Breastfeeding: Lifestyle and Breast Milk (cont.)
Sometimes a baby can be born with a condition called primary lactase deficiency or with galactosemia, in which they can't tolerate breast milk. This is because their bodies can't break down lactose, a sugar found in the milk of humans and animals. Symptoms include diarrhea and vomiting. Babies with severe galactosemia may have liver problems, malnutrition, or mental retardation. Babies with these conditions must be fed formula that comes from plants, such as soy milk or a special galactose-free formula.
Smoking, Drugs and AlcoholSmoking
Nursing mothers should not smoke or take drugs. Tobacco from cigarettes contains a drug called nicotine, which transfers to breast milk and may even affect the amount of milk you produce. The risk for sudden infant death syndrome (SIDS) becomes greater when a mother smokes or when the baby is around second-hand (or passive) smoke. Smoking and passive smoke may also increase respiratory and ear infections in babies. If you smoke and are breastfeeding, talk to your health care provider about what you can do to quit smoking. If you can't quit, breastfeeding still is best because the benefits of breast milk still outweigh the risks from nicotine.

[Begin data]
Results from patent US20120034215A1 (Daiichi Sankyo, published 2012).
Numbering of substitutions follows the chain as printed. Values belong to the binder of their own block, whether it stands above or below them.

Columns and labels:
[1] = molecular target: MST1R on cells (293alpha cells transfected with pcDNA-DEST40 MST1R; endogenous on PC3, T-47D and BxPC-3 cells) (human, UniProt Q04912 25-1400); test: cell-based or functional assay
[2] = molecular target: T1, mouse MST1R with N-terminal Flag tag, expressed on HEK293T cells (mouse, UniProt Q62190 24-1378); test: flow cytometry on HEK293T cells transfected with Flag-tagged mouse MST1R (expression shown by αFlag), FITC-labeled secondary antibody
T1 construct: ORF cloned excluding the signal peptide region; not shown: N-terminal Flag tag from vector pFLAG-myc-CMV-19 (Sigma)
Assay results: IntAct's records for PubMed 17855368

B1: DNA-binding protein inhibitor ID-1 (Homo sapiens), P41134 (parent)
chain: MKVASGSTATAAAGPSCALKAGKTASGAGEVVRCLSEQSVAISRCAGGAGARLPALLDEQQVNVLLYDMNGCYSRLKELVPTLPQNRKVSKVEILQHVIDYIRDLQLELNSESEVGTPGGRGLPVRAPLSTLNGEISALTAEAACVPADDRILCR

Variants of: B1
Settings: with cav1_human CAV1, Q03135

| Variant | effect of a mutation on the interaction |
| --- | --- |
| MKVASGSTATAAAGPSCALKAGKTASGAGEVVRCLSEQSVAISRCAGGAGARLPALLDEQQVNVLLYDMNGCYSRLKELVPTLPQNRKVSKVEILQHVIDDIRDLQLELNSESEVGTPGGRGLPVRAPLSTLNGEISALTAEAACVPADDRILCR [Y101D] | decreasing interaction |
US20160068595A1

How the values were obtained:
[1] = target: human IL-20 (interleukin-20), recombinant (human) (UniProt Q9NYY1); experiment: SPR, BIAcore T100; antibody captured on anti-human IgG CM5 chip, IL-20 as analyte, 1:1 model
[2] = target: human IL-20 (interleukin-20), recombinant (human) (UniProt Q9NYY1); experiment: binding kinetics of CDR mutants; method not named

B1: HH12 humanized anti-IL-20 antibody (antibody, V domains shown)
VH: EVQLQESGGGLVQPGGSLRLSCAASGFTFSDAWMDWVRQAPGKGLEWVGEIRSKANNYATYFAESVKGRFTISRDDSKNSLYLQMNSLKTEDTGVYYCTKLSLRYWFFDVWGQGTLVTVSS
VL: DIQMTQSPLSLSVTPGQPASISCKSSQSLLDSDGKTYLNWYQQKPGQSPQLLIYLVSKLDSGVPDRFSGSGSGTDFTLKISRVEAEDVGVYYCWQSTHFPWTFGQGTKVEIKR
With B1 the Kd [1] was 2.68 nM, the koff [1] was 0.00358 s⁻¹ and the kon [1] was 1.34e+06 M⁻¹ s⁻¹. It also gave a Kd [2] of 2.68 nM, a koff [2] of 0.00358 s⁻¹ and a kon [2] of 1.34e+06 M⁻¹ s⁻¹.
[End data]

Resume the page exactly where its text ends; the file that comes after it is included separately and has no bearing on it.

In general, when breastfeeding it is safe to take:
You can go to the American Academy of Pediatrics web site, http://www.aap.org, for a more detailed list of drugs and their effect on breast milk.
Medications that are not safe to take when breastfeeding:
There are drugs that if new mothers have to take them, they need to choose between taking them or breastfeeding. Some of these drugs that should never be taken while breastfeeding include:
Drugs whose effects on nursing infants is not known but may be cause for concern include:
Antidepressant drugs - Amitriptyline, Amoxapine, Bupropion, Clomipramine, Desipramine, Dothiepin, Doxepin, Fluoxetine, Fluvoxamine, Imipramine, Nortriptyline, Paroxetine, Sertraline, Trazodone.
The above information is in part, information provided by the National National Women's Health Center (www.4women.gov)
Last Editorial Review: 1/13/2004
- Allergic Skin Disorders
- Bacterial Skin Diseases
- Bites and Infestations
- Diseases of Pigment
- Fungal Skin Diseases
- Medical Anatomy and Illustrations
- Noncancerous, Precancerous & Cancerous Tumors
- Oral Health Conditions
- Papules, Scales, Plaques and Eruptions
- Scalp, Hair and Nails
- Sexually Transmitted Diseases (STDs)
- Vascular, Lymphatic and Systemic Conditions
- Viral Skin Diseases
- Additional Skin Conditions